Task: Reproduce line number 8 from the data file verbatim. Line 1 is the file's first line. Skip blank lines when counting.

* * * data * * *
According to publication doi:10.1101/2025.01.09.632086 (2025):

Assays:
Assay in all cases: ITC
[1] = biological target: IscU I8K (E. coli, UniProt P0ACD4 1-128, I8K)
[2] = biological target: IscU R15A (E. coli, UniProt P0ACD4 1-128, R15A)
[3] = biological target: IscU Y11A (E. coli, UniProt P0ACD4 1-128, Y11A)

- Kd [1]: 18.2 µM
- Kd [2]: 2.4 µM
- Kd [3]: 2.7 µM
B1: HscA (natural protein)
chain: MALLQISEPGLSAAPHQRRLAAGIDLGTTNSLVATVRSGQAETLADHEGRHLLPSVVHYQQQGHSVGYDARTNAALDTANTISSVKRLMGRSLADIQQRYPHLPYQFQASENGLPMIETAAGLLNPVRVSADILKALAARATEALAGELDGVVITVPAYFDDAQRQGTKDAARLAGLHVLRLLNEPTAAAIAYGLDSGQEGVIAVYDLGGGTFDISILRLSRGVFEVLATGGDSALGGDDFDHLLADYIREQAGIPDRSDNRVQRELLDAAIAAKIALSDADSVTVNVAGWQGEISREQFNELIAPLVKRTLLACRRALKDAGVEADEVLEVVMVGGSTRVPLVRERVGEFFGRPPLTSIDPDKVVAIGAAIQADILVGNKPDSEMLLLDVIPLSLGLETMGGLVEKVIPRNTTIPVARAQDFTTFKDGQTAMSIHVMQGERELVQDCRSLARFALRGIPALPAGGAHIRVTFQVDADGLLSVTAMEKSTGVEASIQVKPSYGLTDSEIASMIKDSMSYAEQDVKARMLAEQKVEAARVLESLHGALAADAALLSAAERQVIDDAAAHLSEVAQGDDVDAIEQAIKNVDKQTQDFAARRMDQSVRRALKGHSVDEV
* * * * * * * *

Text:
- Kd [2]: 2.4 µM